Where was my husband’s granddad buried?
QMy husband’s grandfather, Louis Moss, arrived in this country between 1901 and 1911. The 1911 census says that he was born in Hessen, Germany, in 1888. He married Ada Emily Shyack at Cannon Street Road Synagogue on 24 November 1912, and their first child Harry – my father-inlaw – was born in London in 1914. The family then moved to Cardiff.
The records state that Louis was buried in Cardiff’s Highfield Road Jewish Cemetery on 7 May 1927, but when I visited there was no grave for him. Louis’ widow moved back to London, but she couldn’t have afforded to bury him there, having already paid synagogue fees for his Cardiff burial. Ada was buried in West Ham in 1961. However, Louis isn’t listed there.
I can’t find Louis – whose name may originally have been Moskowitz or Moszkowicz – entering Britain. I can’t find evidence for him being interned during the First World War as a German, nor for him serving in the forces – and where is he buried?
AI suspect Louis is buried in Cardiff, but that there is an error in the plot or location and/or he has no memorial stone and his grave is unmarked. That was not uncommon, especially if the family could not afford one.
It’s hard to determine with accuracy when Louis arrived, because the UK did not maintain records of passengers travelling between the UK and Europe. If Louis did not naturalise (and there is no record of it in The National Archives’ online catalogue Discovery at discovery. nationalarchives.gov. uk), the only clue to his arrival might be on his departure manifest from a European port. Few survive, but manifests for Hamburg do, and can be searched on ancestry. co.uk. I can find no record for Louis, but he might be under his original surname.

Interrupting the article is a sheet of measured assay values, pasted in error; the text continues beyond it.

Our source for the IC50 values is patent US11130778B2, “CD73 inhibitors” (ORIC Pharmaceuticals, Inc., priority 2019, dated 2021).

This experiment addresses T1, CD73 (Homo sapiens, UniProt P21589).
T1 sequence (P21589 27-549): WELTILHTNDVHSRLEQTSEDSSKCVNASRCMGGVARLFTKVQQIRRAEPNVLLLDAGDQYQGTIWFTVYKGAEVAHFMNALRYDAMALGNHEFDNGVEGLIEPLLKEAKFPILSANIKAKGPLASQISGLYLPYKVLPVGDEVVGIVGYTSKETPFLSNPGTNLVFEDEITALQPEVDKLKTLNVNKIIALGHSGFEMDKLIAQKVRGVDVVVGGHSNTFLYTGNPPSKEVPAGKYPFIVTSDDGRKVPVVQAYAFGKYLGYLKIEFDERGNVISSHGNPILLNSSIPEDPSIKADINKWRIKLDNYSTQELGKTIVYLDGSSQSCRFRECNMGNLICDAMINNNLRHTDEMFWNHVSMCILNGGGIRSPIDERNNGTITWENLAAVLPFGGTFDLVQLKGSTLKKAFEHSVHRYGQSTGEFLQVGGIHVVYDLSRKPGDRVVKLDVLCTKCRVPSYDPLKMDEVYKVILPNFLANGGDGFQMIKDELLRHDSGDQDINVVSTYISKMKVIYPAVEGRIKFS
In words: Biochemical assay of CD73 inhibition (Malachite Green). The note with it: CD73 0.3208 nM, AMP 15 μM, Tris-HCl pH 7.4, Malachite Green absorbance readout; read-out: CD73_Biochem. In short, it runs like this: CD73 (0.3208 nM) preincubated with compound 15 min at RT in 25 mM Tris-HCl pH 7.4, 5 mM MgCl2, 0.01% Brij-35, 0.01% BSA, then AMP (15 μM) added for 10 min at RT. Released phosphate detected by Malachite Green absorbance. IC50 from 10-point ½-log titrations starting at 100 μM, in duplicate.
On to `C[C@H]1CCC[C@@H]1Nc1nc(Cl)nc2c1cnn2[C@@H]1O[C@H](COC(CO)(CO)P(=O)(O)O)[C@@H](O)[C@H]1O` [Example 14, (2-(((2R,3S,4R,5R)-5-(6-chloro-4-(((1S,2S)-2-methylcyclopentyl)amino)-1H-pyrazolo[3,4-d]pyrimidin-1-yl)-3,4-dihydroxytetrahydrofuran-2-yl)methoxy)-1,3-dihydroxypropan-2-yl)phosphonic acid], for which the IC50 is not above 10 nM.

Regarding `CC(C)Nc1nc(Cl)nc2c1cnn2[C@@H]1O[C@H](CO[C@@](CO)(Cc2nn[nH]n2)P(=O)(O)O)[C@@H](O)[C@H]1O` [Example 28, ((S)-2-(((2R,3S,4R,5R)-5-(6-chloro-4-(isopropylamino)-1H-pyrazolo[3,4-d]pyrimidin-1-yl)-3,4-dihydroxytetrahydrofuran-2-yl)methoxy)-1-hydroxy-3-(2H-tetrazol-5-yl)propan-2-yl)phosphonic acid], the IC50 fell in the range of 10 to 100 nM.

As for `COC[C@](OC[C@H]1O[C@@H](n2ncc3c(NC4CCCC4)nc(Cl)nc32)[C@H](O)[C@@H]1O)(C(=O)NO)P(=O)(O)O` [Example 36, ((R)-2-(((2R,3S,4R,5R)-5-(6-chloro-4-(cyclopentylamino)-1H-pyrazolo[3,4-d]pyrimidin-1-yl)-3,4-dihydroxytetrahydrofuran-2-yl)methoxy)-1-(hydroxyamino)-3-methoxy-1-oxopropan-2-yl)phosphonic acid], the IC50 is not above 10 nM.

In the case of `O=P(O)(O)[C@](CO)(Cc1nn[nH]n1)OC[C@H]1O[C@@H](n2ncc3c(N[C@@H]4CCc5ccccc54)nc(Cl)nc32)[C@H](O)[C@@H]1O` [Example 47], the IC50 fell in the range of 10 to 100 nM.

The Cannon Street Road Synagogue in the East End, where Louis was married, maintained its own marriage registers. According to the Jewish Communities and Records site ( bit. ly/CannonStRoad), registers covering the relevant period are now at the Tower Hamlets Register Office ( bit.ly/towerhamlets-register). These registers might contain additional information.
According to your family tree, Louis and Ada had seven children between 1914 and 1923, starting in London but from 1915 in Cardiff. Louis is in Cardiff business directories from 1916, so does not appear to have been interned.
Louis’ marriage authorisation form, from the Office of the Chief Rabbi in London, indicates that his brothers were from Poland – but does it confirm that Louis was from Hessen? The Germany connection may be a red herring. Michael Tobias
Louis Moss, the grandfather of our reader’s husband, died in Cardiff in 1927, but she can’t locate his grave. Our expert Michael has some suggestions